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Cruising on two wheels, not twin screws

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Regal Marine's Duffy Stenger organizes an industry motorcycle road trip to the Florida Keys


When Regal Marine executive Duffy Stenger gets a hankering for a break from busman's holidays, he and his wife, Karen, don helmets, jump on their motorcycle and go riding.

"When you own a candy store you can only enjoy eating so much [candy]," says Stenger, 59. "We enjoy our boating immensely." But they also like motorcycling. "I've been in this business for about 40 years. There are a number of people that own boats that also have an interest in riding."

Like skydiving and hang gliding or backpacking and cross-country skiing, motorcycling and boating seem to complement each other. They press the same button that lifts the weight of stress and aggravation and lets the spirit roam free.

Stenger, who keeps a 52-foot Regal Sport Coupe as a demo model and owned a 35-foot Carolina Classic sportfisherman until two years ago, says it takes time and preparation to get on the water and use the boat. What he likes about riding is that he can come home from work, hop on the bike and take a spin around his Orlando, Fla., neighborhood. No muss. No fuss. He can decompress in a half-hour.

He and Karen are not "go-fasts" in their boating or their riding, Stenger says. They are cruisers. Ramblers. Gunkholers. They like the byways more than the highways. And they like to get away with friends. So Stenger's idea of organizing a Boaters & Bikers Road Trip to the Florida Keys seemed a natural.

Stenger scheduled it for Nov. 19-21, right after the Nov. 14-17 Marine Dealer Conference & Expo in Orlando. He is vice president of sales and marketing at Regal Marine Industries, and he invited colleagues there and anyone else in the industry, along with friends and family. Most of the frenetically paced fall boat show and dealer meeting season will be over. "It will be a well-deserved rest and time to recoup for those who go along," Stenger says. "Anybody is welcome."

Among those who signed on was Wanda Kenton Smith, president of Marine Marketers of America and owner of a marketing agency that has done work for Regal. Kenton Smith, who hadn't been on a motorcycle since she was a teenager, bought one three years ago after riding on the back of a friend's bike to Daytona Beach for Bike Week.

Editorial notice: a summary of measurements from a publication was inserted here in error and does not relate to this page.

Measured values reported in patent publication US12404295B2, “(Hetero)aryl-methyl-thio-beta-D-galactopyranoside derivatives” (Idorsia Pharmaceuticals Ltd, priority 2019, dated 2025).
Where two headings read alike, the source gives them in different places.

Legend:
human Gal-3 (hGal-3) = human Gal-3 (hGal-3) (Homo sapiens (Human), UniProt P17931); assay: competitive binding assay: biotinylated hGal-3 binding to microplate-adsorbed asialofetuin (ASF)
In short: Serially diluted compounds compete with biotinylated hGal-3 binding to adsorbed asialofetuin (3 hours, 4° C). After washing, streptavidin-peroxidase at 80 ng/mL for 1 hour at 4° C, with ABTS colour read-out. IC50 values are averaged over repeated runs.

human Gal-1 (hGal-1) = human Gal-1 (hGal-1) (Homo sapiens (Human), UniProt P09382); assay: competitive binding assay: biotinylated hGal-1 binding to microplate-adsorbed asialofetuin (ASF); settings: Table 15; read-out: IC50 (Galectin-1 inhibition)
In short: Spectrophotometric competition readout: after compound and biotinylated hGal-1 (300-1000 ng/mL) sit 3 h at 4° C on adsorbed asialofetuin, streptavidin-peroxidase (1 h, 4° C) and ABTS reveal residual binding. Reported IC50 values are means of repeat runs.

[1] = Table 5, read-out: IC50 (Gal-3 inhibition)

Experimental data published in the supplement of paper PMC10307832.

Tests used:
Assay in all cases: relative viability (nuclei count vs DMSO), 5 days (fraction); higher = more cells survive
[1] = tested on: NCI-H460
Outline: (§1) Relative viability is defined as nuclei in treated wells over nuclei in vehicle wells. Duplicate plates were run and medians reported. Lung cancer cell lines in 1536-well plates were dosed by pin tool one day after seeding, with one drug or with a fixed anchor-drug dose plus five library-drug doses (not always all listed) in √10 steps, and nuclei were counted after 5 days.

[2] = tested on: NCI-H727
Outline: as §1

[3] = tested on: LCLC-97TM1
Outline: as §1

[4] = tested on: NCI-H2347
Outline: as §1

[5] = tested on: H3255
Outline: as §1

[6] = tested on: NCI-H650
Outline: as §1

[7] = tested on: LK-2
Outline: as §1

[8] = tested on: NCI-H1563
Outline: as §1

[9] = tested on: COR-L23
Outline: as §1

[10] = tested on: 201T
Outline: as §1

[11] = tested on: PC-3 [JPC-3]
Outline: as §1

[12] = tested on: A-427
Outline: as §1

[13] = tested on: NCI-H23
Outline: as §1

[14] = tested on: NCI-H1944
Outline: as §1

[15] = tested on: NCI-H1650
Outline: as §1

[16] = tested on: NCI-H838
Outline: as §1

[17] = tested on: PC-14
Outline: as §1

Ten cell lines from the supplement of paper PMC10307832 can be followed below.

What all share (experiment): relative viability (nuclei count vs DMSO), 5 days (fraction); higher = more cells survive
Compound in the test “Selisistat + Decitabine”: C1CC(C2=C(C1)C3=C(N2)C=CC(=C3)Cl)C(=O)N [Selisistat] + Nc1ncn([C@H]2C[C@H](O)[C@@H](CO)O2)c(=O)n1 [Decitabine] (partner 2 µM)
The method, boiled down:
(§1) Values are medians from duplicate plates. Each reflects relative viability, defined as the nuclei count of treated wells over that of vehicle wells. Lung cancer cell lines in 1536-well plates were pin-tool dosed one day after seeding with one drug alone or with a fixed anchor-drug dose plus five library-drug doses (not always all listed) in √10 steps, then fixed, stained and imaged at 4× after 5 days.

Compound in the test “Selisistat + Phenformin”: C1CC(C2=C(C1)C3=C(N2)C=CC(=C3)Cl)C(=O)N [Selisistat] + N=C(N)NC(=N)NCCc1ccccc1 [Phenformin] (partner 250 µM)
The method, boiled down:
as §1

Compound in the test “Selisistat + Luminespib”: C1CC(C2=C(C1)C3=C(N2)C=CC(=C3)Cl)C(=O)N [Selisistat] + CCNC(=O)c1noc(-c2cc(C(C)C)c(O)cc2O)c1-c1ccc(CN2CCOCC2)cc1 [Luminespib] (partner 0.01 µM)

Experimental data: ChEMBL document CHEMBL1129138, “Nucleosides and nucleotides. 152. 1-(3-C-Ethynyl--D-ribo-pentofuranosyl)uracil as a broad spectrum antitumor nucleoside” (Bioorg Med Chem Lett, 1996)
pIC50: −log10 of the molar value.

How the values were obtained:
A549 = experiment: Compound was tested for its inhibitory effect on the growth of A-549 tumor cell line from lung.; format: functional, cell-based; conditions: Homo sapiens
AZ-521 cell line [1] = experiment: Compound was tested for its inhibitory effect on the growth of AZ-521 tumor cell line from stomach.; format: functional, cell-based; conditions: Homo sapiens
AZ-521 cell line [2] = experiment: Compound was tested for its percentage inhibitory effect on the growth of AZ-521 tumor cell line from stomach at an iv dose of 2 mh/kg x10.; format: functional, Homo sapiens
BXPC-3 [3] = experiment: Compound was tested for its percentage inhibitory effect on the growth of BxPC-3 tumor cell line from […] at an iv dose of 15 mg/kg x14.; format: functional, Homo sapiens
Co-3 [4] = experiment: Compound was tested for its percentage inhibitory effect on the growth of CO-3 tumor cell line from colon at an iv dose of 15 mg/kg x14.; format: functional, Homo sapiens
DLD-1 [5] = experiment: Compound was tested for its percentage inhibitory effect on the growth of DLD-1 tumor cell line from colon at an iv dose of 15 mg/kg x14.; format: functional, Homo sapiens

Now she owns a bike, her husband owns a bike, and Kenton Smith - an avid boater - has become just as passionate about riding as she is about boating. "Top on my bucket list is to bike across the country," she says. That could happen as soon as next summer.

"When you get on a bike, you kiss all the stress goodbye," says Kenton Smith, of Gotha, Fla. "It's an escape. You go to a different place."

On her motorcycle she sees out-of-the-way places she never would see in a car. "I've lived in Florida since 1979 and I've seen places in the last three-and-a-half years that I never knew existed," she says. "You get on the back roads and see all these cool little towns, neat little places. ... You smell things, you see things, you experience things you never would experience in a car. It's the same with a boat."

Stenger arranged for motorcycle rentals for the Key West ride, but people who aren't bikers were also welcome. One couple planned to come along by car. Most of the 10 or so people who had registered by late October were riding with their significant other, Stenger says.

He is already planning to host a ride next year, but probably will schedule it differently so dealers can feel more comfortable about taking the time off. "The dealer conference begins the Sunday before this ride," he says. "A lot of dealers can't be gone two full weekends from their dealership." He hopes to schedule the ride during the week before the dealer conference next year.

Because most of the boater/bikers are from the industry, they can network along the way, Stenger says, but that's not what the trip is about. "I think it's more just for the enjoyment," he says. "People in the marine industry are a lot of fun to be around."

Many who come to the dealer conference are from out of state. Stenger wanted to show them what Florida is like off the beaten path. He says they planned to leave Regal headquarters in Orlando Friday morning and take back roads to Lake Okeechobee. They were to ride down one side of the lake and put in the first night at Miccosukee Resort and Gaming, west of Miami at the edge of the Everglades. They were set to leave Saturday morning for Key West and either head back to Orlando Sunday or extend their stay and keep touring.

Stenger says he took up motorcycle riding for a few years as a young man living in Ohio but gave it up after marrying and starting a family. "I always enjoyed biking, but as the kids were growing up I didn't think it was the prudent thing to do," he says.

With their children grown and out of the house, he and Karen "have thrown caution to the wind," he jokes. They bought a bike four years ago and now own two Harley Davidsons - a Softail Deluxe that Stenger rides around town and an Ultra Classic that he and Karen tour on. Two weeks from taking to the road, the anticipation in Stenger's voice was palpable.

"It's going to be a good time," he says.

This article originally appeared in the December 2010 issue.



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